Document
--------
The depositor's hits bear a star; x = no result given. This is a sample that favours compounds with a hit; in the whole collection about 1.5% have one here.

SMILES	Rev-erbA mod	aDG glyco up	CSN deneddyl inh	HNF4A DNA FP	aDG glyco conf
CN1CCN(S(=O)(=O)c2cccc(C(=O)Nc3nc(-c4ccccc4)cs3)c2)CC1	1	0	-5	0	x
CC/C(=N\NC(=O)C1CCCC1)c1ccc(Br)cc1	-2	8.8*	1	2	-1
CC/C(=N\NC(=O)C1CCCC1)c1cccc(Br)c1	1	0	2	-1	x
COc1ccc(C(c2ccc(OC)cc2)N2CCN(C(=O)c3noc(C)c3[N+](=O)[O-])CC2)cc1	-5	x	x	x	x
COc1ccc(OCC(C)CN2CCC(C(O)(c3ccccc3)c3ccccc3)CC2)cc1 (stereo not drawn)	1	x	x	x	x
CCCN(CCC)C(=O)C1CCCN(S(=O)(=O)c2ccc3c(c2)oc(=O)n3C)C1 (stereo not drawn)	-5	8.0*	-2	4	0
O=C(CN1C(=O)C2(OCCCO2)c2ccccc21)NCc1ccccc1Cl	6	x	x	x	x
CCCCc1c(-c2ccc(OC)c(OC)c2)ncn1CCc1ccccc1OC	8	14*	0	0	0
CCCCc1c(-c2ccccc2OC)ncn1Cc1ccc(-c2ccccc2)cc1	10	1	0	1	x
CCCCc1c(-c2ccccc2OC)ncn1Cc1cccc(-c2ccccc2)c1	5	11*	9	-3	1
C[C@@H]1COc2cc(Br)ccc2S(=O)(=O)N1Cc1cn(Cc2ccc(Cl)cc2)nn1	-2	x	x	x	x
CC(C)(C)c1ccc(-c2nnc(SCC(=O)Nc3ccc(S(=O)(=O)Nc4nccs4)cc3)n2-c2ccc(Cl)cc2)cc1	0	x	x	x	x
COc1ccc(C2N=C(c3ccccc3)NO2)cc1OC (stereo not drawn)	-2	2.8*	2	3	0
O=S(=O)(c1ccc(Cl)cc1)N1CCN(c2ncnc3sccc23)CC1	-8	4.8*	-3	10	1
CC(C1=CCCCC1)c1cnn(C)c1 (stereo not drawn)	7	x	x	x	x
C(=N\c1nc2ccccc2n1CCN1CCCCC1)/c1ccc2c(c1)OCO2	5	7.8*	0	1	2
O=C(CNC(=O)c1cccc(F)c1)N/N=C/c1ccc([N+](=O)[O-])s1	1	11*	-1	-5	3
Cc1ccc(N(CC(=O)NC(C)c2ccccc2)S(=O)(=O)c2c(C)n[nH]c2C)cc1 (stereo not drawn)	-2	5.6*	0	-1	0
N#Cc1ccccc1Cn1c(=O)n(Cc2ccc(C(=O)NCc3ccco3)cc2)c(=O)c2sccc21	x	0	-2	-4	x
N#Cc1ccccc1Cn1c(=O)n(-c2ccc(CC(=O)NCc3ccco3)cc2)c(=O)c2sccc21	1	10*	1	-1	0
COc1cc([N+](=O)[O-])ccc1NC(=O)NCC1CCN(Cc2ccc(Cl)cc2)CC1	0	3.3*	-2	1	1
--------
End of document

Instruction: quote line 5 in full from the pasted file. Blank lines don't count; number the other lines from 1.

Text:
CC/C(=N\NC(=O)C1CCCC1)c1cccc(Br)c1	1	0	2	-1	x